According to prosecutors, North Yorkshire police did “not respond adequately” when getting word about the murderous plans being hatched by Thomas Wyllie and Alex Bolland.
In September, the two boys, who were just 14 at the time of the plotting, drew up a “hit-list” of targets of their planned attack at their school in Northallerton, Yorkshire.
The list included students who they said had bullied and wronged them, as well as teachers.
The pair, who have now been given 10 and 12-year custodial sentences, started discussing a school shooting and reading bomb-making instructions in May last year. In September, Bolland told a schoolgirl that they were planning to carry out a shooting.
The following day, the girl told a teacher about what she had heard, who in turn, alerted the police.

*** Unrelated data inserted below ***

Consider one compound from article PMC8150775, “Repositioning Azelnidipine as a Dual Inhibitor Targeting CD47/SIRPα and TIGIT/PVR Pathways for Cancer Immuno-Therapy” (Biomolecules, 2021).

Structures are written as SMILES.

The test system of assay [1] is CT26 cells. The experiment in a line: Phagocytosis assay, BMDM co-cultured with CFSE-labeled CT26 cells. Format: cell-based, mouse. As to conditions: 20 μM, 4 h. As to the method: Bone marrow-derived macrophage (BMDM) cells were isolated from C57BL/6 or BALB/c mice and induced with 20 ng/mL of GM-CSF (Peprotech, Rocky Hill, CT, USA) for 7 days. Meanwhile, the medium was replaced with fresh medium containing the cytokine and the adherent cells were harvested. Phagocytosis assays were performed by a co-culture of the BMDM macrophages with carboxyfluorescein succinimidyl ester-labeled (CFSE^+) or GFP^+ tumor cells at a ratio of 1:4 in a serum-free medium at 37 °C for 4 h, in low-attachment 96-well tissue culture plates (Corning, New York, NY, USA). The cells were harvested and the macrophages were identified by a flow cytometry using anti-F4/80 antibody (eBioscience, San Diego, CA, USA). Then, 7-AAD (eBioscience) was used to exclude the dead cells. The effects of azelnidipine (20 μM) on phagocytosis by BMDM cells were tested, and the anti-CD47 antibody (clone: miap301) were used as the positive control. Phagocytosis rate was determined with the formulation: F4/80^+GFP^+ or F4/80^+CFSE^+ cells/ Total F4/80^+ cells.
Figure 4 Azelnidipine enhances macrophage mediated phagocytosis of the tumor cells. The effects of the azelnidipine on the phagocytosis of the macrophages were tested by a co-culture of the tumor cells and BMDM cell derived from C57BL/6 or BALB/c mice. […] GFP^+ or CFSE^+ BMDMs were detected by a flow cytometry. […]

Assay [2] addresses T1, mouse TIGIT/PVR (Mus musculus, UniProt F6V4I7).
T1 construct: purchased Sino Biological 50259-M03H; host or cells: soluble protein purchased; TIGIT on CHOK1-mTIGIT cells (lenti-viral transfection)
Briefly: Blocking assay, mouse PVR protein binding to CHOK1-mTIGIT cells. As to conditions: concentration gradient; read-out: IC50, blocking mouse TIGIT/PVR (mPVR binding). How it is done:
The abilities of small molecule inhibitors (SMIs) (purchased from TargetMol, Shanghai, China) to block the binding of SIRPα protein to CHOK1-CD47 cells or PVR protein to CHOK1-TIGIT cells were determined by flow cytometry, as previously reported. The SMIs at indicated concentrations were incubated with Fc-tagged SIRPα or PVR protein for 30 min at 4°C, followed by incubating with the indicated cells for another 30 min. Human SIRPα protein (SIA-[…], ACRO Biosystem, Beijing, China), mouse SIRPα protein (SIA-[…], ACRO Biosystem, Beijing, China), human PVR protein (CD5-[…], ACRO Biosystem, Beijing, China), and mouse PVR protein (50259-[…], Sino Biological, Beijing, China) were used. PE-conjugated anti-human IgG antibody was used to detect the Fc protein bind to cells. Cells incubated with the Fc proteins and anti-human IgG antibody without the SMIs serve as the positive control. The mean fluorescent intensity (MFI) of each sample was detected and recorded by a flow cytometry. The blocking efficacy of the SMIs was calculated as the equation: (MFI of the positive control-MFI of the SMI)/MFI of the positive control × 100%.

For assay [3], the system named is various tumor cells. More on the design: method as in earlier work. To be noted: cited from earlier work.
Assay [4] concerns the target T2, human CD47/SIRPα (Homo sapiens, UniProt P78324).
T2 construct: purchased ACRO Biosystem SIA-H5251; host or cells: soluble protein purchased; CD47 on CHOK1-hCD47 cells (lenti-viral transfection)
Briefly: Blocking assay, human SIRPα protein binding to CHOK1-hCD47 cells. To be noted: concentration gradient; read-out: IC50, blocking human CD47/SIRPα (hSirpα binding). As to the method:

The teacher, who spoke to Bolland, told Leeds Crown Court that the boy “started off by saying that he had sent the messages because some students were making his life in school intolerable.”
“He felt that they needed dealing with severely. He said they needed killing,” the teacher added..
Police officers spoke to both plotters separately at home after the incident, when Bolland told them he “planned to go into school with a firearm in order to get rid of those who had wronged them.”
However, even though Bollard gave “clear and unvarnished confessions” to police officers, he was not arrested for a whole month.
Prosecutors said North Yorkshire Police did “not respond adequately” to the threat until a specialist counter-terror team took over the investigation a month later.
The would-be murderers were said to have “hero-worshipped” Dylan Klebold and Eric Harris, the teenagers who murdered 12 students and a teacher at the Columbine High School in Colorado on April 20, 1999.
They injured 21 additional people, and three more were injured while attempting to escape the school. After exchanging gunfire with police officers, the pair committed suicide.